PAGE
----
Right to roam steps on council toes

29 Jun 00
The government must adequately fund the proposed 'right to roam' network or local authorities face a crippling financial burden, the Liberal Democrats have warned.

30 June 2000

The Lib Dem spokeswoman on rural affairs, Baroness Miller of Chilthorne Domer, said the Countryside and Rights of Way Bill would mean several years of intensive work for authorities as they prepare land and compile maps indicating mountain, moor, heath, down and common land open to ramblers. The bill, which received its second reading in the House of Lords this week, will compel all councils to publish these maps.

'Figures from the Countryside Agency say it will cost £30m a year for five years just to get the network into order, so that footpaths are clear, land is marked and so on. Open access is also going to mean hiring extra wardens,' she said. 'And there will be many legal appeals as the maps are drawn up.'

Miller called for extra funds to be distributed through direct grants to authorities, and rejected suggestions that they should bid for a central pot of money. 'Nobody wants a bidding system because it costs money to put together an application,' she said. 'My fear is that the network will be partly funded, but not adequately.'

Research conducted by the Royal Institute of Chartered Surveyors (RICS) in response to the bill found that the cost of managing the land and employing wardens at current popular beauty spots is as high as £112 a hectare. The institute has been unable to estimate the extra costs to individual authorities because maps have not yet been compiled, but William Tew, assistant director of rural affairs, said they would be substantial.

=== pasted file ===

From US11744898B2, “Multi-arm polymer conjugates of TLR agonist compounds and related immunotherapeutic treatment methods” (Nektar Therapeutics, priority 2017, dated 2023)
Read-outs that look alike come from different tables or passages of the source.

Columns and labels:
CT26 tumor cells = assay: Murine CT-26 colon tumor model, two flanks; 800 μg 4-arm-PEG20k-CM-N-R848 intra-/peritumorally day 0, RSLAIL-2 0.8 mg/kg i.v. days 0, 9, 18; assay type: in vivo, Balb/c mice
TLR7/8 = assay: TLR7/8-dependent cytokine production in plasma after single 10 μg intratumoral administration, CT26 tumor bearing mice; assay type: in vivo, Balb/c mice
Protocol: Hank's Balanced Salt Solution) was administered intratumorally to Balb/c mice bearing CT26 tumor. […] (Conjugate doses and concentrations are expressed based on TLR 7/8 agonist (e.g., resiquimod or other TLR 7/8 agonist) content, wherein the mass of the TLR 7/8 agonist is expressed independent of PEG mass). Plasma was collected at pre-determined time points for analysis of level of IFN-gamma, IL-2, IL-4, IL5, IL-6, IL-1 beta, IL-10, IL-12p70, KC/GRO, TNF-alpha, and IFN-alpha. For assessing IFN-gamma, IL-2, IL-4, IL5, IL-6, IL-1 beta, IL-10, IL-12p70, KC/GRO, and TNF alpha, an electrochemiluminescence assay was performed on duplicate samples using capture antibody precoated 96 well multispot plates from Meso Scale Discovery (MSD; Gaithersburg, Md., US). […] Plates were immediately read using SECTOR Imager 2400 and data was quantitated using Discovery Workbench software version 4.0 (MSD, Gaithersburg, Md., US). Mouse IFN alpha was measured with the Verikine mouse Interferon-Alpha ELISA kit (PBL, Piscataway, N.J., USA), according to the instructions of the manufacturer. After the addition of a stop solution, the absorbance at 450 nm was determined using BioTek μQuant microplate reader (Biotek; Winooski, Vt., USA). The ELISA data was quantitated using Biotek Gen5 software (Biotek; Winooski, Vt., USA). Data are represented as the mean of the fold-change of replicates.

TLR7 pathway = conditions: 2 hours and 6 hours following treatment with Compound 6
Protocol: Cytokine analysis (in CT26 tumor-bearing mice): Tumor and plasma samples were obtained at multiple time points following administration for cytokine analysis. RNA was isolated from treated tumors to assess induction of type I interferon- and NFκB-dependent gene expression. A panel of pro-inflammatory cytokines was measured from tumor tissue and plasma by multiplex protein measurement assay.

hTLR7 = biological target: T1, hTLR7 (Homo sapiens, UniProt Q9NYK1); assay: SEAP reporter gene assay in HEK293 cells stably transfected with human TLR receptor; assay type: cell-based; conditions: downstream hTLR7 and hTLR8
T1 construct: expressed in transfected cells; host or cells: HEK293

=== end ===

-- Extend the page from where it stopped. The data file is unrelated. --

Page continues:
'This is the kind of bill that local authorities across the country could face. The costs currently being incurred show that there are considerable expenses to providing good access,' he said.

Tew also warned that the bill's provisions could conflict with the Human Rights Act, which comes into law in October. It protects the individual's right to privacy and there are fears some landowners could try to use it to keep ramblers off their land, resulting in costly legal battles for local authorities.

'Local access forums are meant to adjudicate in disputes, which is clearly the best way, but a lot of people will want to go to appeal. The Countryside Agency is currently researching how the forums will work, but the Human Rights Act will certainly have an impact.'


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